In one of the upper galleries we discovered an exhibit of illustrations and sculpture by a fantastic French illustrator, Bruno Fourure. Mr. Fourure has an impeccable way with detail in his ink and watercolor paintings of cities and fantastic landscapes. He also has a unique grasp of creating 3-D pop outs of his works that extend into sculpture in the round. One long case held a zoo train where each car was created in a different material combination – paper, wood, etc. The entire exhibit was kid friendly. There was a school group of 7 year olds camped out on the floor playing a game with cards sporting some of B.F’s images.
Our meeting at noon was quick and to the point. We met Ricardo D., the director of MAZ in his office. José quickly stated our purpose and we were shown a list of prospective prints from the Anguiano show we had seen the day before. While José and Ricardo went over some info I quickly scanned the list and tried to figure out how many of the 22 pieces we could actually exhibit in GR. Ricardo and I then discussed how to get the works to the States. We finished our business talk and moved onto other subjects. I asked Ricardo if there were any galleries showing prints by the Taller de Grafica Popular. I mentioned that I had a personal interest in the TGP, especially my favorite of the groups’ printers, Leopoldo Mendez. A big smile crossed Ricardo’s face as he informed me that Leopoldo was his Grandfather and that he happened to have some prints by him at his home. He extended an invitation to come see them. I couldn’t believe my stroke of luck! We agreed to meet later as we made our exit. I think I floated out of the room.
From the plaza at Zapopan we rode over near the University of Guadalajara to look at the museum there. On the way I noticed many unfinished construction sites. José and Luis explained the nature of politics in Jalisco. The government runs on three year terms. This makes it difficult for anything to get done as the parties seem to flip flop every election. The first 18 months are taken up changing policies from the last administration, for good or bad. The next 18 months are spent defending those changes and trying to get re-elected. The next administration rarely sees through the last administrations projects, therefore there is a lot of wasted money and efforts.
We walked onto the Universidad de Guadalajara campus to see some more Orozco murals in a small auditorium. We chanced upon a declaration being read and then signed by students of the University. The declaration was being sent to the UN. We continued on to towards the museum only to find it closed for installation. Luis recommended we walk on to the Ex-Convento del Carmen, a gallery converted from an old convent. On the way we were able to see some of Luis’ father’s sculpture in a park. The piece was a tribute to 3 founders of the worker’s movement.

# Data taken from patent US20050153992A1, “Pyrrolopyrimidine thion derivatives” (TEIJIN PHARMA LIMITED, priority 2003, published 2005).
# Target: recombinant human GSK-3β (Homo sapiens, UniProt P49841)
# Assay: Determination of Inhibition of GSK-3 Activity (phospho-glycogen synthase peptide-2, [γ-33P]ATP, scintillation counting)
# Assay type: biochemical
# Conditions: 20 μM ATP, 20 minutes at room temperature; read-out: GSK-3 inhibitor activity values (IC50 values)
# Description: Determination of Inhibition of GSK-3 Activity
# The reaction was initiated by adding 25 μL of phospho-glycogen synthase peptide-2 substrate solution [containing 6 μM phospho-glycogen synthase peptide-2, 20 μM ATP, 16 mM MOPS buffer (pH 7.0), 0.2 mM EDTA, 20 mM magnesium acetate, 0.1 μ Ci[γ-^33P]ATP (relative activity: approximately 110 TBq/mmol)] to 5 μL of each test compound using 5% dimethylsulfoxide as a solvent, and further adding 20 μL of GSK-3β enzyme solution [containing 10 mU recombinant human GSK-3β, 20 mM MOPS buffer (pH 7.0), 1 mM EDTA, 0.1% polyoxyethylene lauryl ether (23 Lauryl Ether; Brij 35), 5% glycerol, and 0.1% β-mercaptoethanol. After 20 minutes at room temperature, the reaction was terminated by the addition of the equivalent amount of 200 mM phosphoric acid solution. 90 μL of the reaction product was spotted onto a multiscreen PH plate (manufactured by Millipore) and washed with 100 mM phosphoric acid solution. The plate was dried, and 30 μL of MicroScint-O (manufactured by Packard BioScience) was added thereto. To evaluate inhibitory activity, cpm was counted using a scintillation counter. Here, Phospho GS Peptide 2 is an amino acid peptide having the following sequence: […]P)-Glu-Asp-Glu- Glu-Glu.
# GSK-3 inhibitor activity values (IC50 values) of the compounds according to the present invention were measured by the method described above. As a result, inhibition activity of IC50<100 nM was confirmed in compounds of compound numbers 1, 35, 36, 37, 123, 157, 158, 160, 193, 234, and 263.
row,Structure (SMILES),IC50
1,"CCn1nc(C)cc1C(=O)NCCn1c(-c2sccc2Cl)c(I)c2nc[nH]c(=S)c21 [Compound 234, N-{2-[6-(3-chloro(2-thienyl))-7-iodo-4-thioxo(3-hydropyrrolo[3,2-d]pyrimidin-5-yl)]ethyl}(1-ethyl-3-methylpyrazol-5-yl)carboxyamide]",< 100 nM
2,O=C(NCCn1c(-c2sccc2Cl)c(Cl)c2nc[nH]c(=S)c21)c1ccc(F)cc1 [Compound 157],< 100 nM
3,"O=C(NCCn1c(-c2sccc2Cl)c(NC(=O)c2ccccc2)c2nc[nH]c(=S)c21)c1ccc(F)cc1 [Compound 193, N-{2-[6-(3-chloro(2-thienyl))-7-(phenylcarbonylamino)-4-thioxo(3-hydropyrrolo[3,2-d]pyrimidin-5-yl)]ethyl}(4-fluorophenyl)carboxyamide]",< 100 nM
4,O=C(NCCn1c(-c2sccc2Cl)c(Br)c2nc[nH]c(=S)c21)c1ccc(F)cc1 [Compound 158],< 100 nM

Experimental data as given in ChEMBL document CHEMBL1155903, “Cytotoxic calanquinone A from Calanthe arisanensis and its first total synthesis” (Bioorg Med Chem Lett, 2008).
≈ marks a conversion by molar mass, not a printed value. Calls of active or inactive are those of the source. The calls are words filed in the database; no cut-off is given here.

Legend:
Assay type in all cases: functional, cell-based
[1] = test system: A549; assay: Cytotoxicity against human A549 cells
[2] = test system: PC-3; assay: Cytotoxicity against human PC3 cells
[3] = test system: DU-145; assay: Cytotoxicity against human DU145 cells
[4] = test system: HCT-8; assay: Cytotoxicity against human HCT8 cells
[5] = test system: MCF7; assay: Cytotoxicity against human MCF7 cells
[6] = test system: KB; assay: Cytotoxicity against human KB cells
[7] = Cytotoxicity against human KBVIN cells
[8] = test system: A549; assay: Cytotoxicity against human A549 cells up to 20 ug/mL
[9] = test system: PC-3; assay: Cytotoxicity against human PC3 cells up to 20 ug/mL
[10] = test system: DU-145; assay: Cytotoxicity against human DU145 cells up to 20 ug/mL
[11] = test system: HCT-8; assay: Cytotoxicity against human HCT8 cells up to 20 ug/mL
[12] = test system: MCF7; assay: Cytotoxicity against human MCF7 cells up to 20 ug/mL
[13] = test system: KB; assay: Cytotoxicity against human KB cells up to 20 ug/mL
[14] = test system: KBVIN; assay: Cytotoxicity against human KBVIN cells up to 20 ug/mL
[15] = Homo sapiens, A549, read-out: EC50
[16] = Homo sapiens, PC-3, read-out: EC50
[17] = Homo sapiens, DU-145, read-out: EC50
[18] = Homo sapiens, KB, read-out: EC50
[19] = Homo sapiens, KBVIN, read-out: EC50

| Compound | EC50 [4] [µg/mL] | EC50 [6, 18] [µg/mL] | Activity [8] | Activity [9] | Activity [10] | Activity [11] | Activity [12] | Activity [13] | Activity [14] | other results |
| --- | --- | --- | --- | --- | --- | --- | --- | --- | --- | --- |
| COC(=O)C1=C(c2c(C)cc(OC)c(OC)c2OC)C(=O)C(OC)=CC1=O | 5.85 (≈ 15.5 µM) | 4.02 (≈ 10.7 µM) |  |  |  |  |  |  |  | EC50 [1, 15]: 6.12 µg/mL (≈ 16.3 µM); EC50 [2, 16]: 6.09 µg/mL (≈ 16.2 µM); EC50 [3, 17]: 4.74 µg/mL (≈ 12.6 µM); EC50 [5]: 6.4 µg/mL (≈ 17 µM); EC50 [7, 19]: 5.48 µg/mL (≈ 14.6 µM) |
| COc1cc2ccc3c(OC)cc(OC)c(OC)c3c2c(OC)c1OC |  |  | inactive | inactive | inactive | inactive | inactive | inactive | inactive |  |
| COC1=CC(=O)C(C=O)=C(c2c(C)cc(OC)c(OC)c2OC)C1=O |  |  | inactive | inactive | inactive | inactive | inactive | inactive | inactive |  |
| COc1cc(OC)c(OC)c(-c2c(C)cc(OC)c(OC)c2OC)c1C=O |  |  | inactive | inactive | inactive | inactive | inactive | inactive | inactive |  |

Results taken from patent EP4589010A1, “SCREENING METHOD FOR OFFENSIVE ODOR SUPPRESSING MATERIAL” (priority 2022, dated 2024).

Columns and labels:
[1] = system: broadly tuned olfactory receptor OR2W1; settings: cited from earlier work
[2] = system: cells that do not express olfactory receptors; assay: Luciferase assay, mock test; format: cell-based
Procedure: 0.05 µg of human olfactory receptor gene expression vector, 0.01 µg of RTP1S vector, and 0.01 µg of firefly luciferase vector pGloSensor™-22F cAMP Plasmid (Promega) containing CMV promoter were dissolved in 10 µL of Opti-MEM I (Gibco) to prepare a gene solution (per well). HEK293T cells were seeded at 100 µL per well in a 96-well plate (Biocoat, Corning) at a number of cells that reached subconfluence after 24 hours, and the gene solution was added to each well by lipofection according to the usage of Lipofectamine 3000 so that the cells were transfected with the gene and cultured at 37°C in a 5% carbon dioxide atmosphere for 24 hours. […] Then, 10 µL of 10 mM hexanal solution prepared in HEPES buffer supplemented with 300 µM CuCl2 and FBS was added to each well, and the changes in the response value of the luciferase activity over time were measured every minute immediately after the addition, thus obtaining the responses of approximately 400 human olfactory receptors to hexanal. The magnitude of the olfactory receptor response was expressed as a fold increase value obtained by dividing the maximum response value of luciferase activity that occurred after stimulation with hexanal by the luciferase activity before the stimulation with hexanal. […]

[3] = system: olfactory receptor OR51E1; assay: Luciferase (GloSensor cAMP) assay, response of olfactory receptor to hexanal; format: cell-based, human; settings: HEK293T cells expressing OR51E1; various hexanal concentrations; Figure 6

The convent had some interesting works on view. I have to admit I was starting to wear down in the heat and sensory overload. I don’t think I gave the art the attention it was due. There were some interesting minimalist abstract pieces on acrylic and glass sheets that did catch my attention but somehow I misplaced the name of the artist.
Next we met up with a lawyer friend of Luis' at an open air bar. Abraham is an art lover and very animated talker. Luis had me show A. my portfolio, which I had loaded on my iPod. He liked my work and started addressing me as "Maestro". I was touched and a little embarrassed but the sentiment seemed genuine. A. had a meeting to catch so J., L. and I caught a so-so lunch at a smoke filled restaurant and headed back to the hotel to freshen up before heading to Ricardo’s home.
Ricardo’s home was in an older part of Guadalajara. The walls were covered with paintings, prints and “arte popular” (Mexican crafts like dishes, ceramic animals, glass, etc.). Ricardo showed us four of Leopoldo’s signed linoleum prints that he had framed in the living room and then pulled some others that were not signed or framed. They were all stunning. Leopoldo’s my favorite of the TGP artists for his strong compositions and exceptional drawing skills. His works have a very cinematic feel to me. Over sips of tequila Ricardo recounted his rediscovery of his grandfather. The family had lost touch with who Leopoldo was until an artist friend visited their home and recognized the prints and clued them in on Mendez’s significance in the Mexican art world. Ricardo recounted how his sister used to color in the prints that had been kept in a drawer in his mother’s house. The prints he showed us were some that he had the sense to save when he was old enough to know better. Reminded me of my little helper.